6 Steps To Turn A Negative Customer Interaction Around


It can be difficult to keep your cool when a customer is getting angry, and understandably so, nobody enjoys having a negative interaction with another person.

However, if you can manage it and resolve the customer’s issue for them, you will find that you score major points on the customer service front, and you’ll gain an enormous sense of personal satisfaction, too. Here are a few steps to help turn a negative customer interaction into a positive.

1.   Remain calm

This is the most important step. It’s important that you remain calm, even if the customer is raising their voice at you. If you join in, this will only escalate the situation and won’t help to resolve anything.

2.   Don’t take it personally

This is a crucial part of achieving step one! If a customer is angry, it’s important to remember that it isn’t you who they are angry with. They are unhappy because they have not received the level of service they expected or are disappointed with a product.

Try to bear this in mind when you are talking to them and empathize with their situation. This will help you to remain calm, which will help you to provide better service and will also mean that you don’t come away from the interaction feeling awful – nobody enjoys being angry!

3.   Really listen

If a customer is getting angry or irritated, it’s likely that they feel that they haven’t been listened to in the past. It’s important that you concentrate on listening so that they feel heard and also so that you can be sure that you have all the information you need to resolve their issue.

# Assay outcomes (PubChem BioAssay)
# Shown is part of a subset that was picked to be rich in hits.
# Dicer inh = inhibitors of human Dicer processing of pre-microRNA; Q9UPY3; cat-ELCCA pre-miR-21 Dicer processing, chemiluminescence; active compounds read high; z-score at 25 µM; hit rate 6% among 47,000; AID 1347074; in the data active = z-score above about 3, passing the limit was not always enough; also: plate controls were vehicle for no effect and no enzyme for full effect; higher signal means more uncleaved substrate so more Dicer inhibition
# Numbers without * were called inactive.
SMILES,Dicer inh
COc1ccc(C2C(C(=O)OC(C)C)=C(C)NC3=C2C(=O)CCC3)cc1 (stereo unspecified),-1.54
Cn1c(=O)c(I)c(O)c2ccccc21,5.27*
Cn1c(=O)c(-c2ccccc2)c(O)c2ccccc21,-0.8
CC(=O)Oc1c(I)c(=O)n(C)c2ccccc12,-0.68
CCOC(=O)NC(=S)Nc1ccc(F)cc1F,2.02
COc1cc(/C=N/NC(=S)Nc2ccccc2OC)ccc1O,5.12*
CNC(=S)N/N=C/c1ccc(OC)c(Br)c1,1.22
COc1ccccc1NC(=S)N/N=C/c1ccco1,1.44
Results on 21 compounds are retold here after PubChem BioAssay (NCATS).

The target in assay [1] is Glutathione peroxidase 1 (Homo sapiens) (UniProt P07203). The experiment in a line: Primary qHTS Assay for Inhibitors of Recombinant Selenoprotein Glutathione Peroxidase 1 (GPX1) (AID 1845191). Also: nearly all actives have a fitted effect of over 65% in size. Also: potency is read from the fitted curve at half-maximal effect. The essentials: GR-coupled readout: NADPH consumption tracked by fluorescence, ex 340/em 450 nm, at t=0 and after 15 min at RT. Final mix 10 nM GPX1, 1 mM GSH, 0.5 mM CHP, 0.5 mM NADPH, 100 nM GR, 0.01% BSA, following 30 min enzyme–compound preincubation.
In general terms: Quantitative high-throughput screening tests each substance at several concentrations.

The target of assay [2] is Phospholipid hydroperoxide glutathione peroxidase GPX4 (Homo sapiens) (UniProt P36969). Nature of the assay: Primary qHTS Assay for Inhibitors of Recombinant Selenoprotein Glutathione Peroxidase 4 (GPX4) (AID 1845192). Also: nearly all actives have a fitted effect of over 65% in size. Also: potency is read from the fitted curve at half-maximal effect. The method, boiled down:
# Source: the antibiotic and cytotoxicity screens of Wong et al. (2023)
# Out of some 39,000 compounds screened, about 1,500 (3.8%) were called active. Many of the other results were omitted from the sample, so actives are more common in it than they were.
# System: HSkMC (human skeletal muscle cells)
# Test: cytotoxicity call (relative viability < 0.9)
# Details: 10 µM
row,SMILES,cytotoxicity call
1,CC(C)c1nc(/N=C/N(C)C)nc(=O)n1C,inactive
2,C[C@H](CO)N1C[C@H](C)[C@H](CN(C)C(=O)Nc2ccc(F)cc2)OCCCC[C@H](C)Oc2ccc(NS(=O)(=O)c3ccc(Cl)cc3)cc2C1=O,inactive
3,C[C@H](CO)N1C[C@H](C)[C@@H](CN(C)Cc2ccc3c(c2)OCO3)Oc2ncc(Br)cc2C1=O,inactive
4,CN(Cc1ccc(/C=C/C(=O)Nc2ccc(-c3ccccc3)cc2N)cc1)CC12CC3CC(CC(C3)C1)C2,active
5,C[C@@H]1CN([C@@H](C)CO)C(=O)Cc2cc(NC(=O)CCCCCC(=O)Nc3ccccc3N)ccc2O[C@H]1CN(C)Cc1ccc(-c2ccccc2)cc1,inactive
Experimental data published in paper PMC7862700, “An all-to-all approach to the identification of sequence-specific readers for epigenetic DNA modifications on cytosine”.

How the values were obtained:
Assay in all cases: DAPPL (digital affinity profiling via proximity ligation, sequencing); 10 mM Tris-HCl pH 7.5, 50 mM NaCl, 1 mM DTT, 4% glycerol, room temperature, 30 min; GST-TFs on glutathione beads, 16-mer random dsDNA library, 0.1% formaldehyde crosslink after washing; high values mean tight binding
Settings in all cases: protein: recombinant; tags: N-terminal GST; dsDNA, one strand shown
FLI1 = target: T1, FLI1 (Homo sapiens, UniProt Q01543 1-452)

Some things that can help you to become an active listener are:

  • Pay attention. Really listen to what they are saying, rather than preparing your response in your mind.
  • Show that you are listening. If you are in person, maintain eye contact and nod to show that you understand. Over the phone, you can use verbal cues like ‘uh-huh.’
  • Provide feedback. Reiterate back to them what you think you have understood using phrases like ‘it sounds like you are saying,’ or ‘what I’m hearing is,’ and then check with them that you have understood correctly.
  • Don’t interrupt. Save judgments and counter-arguments for later. All you are doing is understanding their point of view.
  • Respond appropriately. Bearing in mind their experience, once they have finished speaking, you can formulate your response.

4.   Apologize and thank them

Be sure to apologize for the negative experience that they have encountered, and thank them for bringing this issue to your attention. This helps your customer to see that you do care about the issue that they are having.

5.   Explain what you will do to resolve the issue

Clarify to your customer what the next steps you will take are – even if that next step is to go away and speak to someone else for guidance before coming back to them.

A key part of customer communications is that your customer should know what is happening, so be sure to keep them in the loop.

6.   Ensure action is taken and follow up

Whatever action you have told the customer will be taken, ensure that it is carried out. Additionally, if appropriate, be sure to follow up with them and keep them up to date.

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